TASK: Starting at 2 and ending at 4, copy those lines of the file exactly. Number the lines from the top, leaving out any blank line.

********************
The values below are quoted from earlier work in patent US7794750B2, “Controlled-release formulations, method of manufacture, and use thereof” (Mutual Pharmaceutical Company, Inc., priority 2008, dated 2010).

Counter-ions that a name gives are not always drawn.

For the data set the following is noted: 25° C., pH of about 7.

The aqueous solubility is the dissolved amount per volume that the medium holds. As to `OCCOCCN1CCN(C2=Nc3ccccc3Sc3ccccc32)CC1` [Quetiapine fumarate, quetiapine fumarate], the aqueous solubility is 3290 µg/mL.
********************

Counter-ions that a name gives are not always drawn.

For the data set the following is noted: 25° C., pH of about 7.

The aqueous solubility is the dissolved amount per volume that the medium holds. As to `OCCOCCN1CCN(C2=Nc3ccccc3Sc3ccccc32)CC1` [Quetiapine fumarate, quetiapine fumarate], the aqueous solubility is 3290 µg/mL.